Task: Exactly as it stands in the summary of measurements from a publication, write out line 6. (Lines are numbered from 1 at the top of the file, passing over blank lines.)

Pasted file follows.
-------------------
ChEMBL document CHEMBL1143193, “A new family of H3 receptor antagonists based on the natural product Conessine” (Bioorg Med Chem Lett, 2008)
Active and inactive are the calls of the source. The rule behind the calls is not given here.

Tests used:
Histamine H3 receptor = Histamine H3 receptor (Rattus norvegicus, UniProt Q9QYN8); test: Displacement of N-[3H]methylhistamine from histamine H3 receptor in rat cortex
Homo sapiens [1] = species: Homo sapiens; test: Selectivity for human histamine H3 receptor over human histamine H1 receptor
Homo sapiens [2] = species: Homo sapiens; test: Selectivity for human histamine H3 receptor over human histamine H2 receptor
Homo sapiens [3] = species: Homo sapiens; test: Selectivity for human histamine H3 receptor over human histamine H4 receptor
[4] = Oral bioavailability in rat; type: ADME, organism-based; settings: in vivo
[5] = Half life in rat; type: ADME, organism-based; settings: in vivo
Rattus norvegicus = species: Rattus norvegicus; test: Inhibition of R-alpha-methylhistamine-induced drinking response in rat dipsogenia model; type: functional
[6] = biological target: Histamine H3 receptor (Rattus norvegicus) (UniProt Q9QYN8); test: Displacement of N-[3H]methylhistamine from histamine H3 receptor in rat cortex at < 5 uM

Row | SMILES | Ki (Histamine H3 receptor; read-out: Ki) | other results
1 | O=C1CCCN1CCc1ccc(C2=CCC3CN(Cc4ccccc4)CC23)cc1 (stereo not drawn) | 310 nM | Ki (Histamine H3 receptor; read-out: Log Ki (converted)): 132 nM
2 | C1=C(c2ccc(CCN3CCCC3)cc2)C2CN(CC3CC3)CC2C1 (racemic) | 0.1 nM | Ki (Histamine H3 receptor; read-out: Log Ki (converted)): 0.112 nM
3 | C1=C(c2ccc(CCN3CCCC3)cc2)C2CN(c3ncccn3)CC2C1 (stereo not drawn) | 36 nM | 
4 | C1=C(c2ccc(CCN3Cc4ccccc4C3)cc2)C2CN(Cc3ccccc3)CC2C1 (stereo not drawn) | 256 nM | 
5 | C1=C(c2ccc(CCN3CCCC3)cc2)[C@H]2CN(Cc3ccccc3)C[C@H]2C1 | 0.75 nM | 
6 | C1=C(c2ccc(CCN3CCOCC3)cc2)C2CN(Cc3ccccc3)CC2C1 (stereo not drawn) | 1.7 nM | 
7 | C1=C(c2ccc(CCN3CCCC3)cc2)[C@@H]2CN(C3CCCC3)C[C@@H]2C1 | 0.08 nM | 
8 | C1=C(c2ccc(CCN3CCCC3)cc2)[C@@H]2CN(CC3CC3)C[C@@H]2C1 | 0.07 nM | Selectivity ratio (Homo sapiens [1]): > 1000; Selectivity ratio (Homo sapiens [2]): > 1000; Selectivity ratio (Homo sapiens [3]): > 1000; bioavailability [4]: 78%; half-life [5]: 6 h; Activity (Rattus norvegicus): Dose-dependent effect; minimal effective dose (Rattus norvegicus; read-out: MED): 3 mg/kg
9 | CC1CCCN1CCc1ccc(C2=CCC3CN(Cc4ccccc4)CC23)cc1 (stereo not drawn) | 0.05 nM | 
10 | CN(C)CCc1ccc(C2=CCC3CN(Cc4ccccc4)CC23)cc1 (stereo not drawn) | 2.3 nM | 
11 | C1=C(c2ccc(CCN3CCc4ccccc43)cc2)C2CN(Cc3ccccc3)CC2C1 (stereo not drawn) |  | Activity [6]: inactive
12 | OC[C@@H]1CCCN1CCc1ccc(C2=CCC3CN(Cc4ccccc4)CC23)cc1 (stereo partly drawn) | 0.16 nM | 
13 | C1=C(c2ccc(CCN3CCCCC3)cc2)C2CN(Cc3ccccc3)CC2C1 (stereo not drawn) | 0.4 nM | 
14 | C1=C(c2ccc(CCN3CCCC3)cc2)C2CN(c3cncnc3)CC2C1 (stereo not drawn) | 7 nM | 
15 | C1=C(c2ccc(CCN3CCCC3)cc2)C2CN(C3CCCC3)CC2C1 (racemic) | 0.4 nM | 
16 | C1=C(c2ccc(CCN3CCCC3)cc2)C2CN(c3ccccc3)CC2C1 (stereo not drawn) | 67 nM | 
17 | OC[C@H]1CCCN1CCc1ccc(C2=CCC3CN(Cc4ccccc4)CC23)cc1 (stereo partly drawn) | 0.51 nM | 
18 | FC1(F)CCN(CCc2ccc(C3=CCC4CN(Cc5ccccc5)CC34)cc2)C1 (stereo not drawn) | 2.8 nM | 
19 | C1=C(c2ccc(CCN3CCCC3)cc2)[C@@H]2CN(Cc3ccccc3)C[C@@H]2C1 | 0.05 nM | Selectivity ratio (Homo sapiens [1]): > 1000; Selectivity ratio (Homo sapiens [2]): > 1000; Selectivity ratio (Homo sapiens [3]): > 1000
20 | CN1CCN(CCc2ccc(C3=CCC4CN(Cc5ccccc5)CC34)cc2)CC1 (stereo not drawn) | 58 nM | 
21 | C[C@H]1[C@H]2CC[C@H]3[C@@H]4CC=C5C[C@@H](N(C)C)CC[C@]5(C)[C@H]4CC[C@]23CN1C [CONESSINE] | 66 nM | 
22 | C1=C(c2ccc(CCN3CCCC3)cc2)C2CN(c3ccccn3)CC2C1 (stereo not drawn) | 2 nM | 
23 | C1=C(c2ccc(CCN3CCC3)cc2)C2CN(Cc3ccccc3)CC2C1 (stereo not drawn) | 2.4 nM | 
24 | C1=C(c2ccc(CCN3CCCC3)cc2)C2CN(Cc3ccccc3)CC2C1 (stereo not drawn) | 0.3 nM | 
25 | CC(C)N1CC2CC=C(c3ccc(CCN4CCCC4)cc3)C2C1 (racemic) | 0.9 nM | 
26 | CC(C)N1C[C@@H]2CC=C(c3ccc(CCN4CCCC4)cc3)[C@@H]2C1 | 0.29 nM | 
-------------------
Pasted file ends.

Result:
Homo sapiens [2] = species: Homo sapiens; test: Selectivity for human histamine H3 receptor over human histamine H2 receptor